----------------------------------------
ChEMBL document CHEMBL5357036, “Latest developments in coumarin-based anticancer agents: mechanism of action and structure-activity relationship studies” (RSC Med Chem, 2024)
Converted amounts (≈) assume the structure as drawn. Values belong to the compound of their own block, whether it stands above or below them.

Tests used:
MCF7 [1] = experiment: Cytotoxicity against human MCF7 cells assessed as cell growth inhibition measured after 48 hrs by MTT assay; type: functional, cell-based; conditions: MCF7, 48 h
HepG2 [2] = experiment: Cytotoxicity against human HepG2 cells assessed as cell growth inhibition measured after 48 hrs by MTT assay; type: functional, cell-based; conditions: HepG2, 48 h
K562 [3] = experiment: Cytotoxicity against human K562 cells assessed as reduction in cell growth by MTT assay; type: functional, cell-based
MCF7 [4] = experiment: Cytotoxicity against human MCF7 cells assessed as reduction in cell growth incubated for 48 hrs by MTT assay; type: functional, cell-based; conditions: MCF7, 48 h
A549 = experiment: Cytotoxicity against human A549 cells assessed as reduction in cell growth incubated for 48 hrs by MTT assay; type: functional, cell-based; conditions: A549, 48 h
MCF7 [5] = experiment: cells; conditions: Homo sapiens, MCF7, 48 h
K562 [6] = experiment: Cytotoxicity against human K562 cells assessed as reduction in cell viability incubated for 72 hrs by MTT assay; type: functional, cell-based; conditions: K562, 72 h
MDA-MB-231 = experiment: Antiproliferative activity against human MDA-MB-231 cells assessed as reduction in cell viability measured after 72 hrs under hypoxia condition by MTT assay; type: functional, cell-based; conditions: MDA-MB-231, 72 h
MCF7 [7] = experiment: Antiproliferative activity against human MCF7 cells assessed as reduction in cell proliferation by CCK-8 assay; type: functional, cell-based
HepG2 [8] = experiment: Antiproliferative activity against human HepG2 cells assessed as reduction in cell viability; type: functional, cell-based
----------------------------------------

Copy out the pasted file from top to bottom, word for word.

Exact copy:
ChEMBL document CHEMBL5357036, “Latest developments in coumarin-based anticancer agents: mechanism of action and structure-activity relationship studies” (RSC Med Chem, 2024)
Converted amounts (≈) assume the structure as drawn. Values belong to the compound of their own block, whether it stands above or below them.

Tests used:
MCF7 [1] = experiment: Cytotoxicity against human MCF7 cells assessed as cell growth inhibition measured after 48 hrs by MTT assay; type: functional, cell-based; conditions: MCF7, 48 h
HepG2 [2] = experiment: Cytotoxicity against human HepG2 cells assessed as cell growth inhibition measured after 48 hrs by MTT assay; type: functional, cell-based; conditions: HepG2, 48 h
K562 [3] = experiment: Cytotoxicity against human K562 cells assessed as reduction in cell growth by MTT assay; type: functional, cell-based
MCF7 [4] = experiment: Cytotoxicity against human MCF7 cells assessed as reduction in cell growth incubated for 48 hrs by MTT assay; type: functional, cell-based; conditions: MCF7, 48 h
A549 = experiment: Cytotoxicity against human A549 cells assessed as reduction in cell growth incubated for 48 hrs by MTT assay; type: functional, cell-based; conditions: A549, 48 h
MCF7 [5] = experiment: cells; conditions: Homo sapiens, MCF7, 48 h
K562 [6] = experiment: Cytotoxicity against human K562 cells assessed as reduction in cell viability incubated for 72 hrs by MTT assay; type: functional, cell-based; conditions: K562, 72 h
MDA-MB-231 = experiment: Antiproliferative activity against human MDA-MB-231 cells assessed as reduction in cell viability measured after 72 hrs under hypoxia condition by MTT assay; type: functional, cell-based; conditions: MDA-MB-231, 72 h
MCF7 [7] = experiment: Antiproliferative activity against human MCF7 cells assessed as reduction in cell proliferation by CCK-8 assay; type: functional, cell-based
HepG2 [8] = experiment: Antiproliferative activity against human HepG2 cells assessed as reduction in cell viability; type: functional, cell-based